The other day, National Review’s Jay Nordlinger was musing about our habit of referring to some benighted part of the world’s “humanitarian needs” and wondered when we’d stopped using the term “human needs,” which is, after all, what food, water and shelter are. And his readers wrote in to state the obvious: That “humanitarian” label gives top billing not to the distant, Third World victim but the generous Western donor – the “humanitarian” relief effort, the “humanitarian” organizations, the NGOs, the Western charities: It’s about us, not them. Bill Clinton’s new bestseller on charity is called “Giving” – because it’s better to give than to receive, and that’s certainly true if the giver is busying himself with some ineffectual feel-good “Save Darfur” fundraiser while the recipient is on the receiving end of the Janjaweed’s machetes. The Sudanese government appreciates that, as long as we’re allowed to feel good about ourselves and to participate in “humanitarian relief,” the killing can go on until there’s no one left to kill. Likewise, Ahmadinejad knows that, as along as we’re allowed to do what we do best – talk and talk and talk, whether at Columbia or in EU negotiations – his regime can quietly get on with its nuclear program.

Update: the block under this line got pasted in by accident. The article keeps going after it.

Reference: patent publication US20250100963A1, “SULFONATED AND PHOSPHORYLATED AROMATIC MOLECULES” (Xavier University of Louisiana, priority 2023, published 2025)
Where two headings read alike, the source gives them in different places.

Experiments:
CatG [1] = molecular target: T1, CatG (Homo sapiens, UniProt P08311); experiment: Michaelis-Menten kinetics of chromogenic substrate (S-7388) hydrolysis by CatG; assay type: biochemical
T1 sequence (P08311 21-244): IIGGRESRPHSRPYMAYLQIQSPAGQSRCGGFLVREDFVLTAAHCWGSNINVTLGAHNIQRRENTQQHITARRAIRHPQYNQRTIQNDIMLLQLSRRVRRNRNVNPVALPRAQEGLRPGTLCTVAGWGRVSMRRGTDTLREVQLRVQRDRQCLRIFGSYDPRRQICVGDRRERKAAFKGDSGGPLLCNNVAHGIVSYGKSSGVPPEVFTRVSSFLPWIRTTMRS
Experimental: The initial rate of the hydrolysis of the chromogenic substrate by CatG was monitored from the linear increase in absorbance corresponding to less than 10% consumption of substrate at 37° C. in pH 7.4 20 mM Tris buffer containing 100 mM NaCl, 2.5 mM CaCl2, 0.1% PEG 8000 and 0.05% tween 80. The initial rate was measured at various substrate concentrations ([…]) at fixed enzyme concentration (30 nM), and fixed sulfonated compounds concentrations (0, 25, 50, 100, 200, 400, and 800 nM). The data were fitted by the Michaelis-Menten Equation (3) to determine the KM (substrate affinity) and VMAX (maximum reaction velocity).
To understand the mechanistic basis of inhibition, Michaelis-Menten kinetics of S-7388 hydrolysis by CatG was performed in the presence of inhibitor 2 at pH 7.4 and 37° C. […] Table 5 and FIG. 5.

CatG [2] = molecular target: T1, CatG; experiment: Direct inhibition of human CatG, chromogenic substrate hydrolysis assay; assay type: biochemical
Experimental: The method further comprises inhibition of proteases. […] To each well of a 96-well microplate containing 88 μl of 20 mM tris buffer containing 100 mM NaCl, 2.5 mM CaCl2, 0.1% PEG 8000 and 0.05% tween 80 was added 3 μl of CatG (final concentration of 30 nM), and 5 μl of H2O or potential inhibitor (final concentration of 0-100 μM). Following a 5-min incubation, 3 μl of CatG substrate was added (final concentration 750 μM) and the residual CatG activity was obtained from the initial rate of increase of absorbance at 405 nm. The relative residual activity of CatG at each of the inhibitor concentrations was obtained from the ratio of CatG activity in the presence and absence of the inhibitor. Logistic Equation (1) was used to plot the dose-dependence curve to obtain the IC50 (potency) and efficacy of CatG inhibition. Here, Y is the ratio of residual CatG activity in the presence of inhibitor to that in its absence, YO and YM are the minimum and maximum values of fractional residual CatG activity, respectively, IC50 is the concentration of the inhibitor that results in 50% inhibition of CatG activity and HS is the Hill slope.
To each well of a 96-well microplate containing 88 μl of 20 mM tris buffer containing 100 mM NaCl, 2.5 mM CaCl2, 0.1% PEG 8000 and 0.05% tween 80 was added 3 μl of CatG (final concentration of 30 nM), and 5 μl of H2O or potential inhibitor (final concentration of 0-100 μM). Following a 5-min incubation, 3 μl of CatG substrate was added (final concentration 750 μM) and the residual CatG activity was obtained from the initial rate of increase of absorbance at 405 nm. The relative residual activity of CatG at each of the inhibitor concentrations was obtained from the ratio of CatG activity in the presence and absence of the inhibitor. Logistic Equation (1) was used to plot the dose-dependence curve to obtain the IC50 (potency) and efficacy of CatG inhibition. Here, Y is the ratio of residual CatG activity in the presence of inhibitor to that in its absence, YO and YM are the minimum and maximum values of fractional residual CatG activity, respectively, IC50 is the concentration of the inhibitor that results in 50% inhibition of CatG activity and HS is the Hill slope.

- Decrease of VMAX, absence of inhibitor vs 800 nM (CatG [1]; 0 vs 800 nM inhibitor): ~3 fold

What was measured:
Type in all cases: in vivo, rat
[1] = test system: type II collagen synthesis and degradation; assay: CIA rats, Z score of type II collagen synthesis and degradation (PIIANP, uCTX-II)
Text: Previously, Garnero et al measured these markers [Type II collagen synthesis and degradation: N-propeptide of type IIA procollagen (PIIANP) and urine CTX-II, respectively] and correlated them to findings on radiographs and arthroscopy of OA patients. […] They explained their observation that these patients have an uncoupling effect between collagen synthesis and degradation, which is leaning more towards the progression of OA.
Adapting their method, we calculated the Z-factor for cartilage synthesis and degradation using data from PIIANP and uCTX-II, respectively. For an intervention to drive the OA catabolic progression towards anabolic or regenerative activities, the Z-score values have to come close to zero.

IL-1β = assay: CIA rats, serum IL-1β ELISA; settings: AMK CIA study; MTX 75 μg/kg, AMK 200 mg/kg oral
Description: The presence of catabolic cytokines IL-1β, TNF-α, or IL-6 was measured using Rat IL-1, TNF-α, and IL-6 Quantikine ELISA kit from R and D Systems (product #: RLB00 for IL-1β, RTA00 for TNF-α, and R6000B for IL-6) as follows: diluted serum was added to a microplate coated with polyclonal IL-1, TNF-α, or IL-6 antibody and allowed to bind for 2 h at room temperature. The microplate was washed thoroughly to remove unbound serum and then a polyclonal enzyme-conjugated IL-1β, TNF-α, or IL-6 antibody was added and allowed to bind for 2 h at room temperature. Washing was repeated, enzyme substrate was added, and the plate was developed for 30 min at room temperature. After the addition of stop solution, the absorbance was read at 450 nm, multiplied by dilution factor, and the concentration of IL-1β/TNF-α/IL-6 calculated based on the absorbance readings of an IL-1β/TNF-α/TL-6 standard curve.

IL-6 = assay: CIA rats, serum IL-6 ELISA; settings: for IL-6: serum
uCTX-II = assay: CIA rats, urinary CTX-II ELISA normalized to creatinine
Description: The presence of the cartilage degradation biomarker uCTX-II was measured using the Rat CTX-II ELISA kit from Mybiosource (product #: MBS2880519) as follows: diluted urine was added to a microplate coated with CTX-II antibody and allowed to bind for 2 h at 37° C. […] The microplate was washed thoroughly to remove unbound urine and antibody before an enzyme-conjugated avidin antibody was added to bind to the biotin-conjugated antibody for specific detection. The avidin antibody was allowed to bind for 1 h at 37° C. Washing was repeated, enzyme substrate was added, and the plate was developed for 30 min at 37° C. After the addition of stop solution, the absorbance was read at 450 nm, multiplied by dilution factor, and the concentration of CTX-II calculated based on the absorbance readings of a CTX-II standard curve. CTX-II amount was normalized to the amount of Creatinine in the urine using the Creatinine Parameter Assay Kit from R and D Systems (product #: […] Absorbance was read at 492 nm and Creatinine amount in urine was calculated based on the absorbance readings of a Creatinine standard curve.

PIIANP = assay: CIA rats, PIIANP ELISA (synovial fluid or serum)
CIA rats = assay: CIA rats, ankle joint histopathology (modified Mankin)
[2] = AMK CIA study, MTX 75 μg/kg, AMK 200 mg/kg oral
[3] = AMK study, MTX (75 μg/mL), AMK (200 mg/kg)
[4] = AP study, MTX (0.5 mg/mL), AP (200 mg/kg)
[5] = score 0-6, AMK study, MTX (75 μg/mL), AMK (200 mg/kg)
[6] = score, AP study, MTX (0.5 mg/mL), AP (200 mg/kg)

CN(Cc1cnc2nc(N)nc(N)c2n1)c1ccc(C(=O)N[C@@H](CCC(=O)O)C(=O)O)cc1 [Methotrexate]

This is a critical point and goes to the heart of the West’s moral narcissism — “not one hair on a Iraqi child’s head harmed by weapons paid for with my tax money” — was the cry of students opposing the war in 2003, as if what Saddam Hussein did to his own people had no significance as long as “we” were not implicated.

At the same time it illuninates the dynamics behind what Charles Jacobs calls the “human rights complex”: don’t look to the identity or suffering of the victim to gauge how indignant the human rights community will get about an issue, look to the identity of the perpetrator. If it’s white, then you can count on hysteria. Ultimately, it’s about atoning for sins, not alleviating pain.